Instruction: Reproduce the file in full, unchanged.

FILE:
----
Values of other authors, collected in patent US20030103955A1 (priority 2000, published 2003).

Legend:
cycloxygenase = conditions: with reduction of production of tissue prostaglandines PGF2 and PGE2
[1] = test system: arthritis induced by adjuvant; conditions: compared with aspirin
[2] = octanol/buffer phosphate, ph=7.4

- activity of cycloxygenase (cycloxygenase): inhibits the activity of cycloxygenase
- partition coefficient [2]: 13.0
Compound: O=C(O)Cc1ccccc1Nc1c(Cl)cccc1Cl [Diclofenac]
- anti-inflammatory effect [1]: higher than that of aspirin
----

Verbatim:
Values of other authors, collected in patent US20030103955A1 (priority 2000, published 2003).

Legend:
cycloxygenase = conditions: with reduction of production of tissue prostaglandines PGF2 and PGE2
[1] = test system: arthritis induced by adjuvant; conditions: compared with aspirin
[2] = octanol/buffer phosphate, ph=7.4

- activity of cycloxygenase (cycloxygenase): inhibits the activity of cycloxygenase
- partition coefficient [2]: 13.0
Compound: O=C(O)Cc1ccccc1Nc1c(Cl)cccc1Cl [Diclofenac]
- anti-inflammatory effect [1]: higher than that of aspirin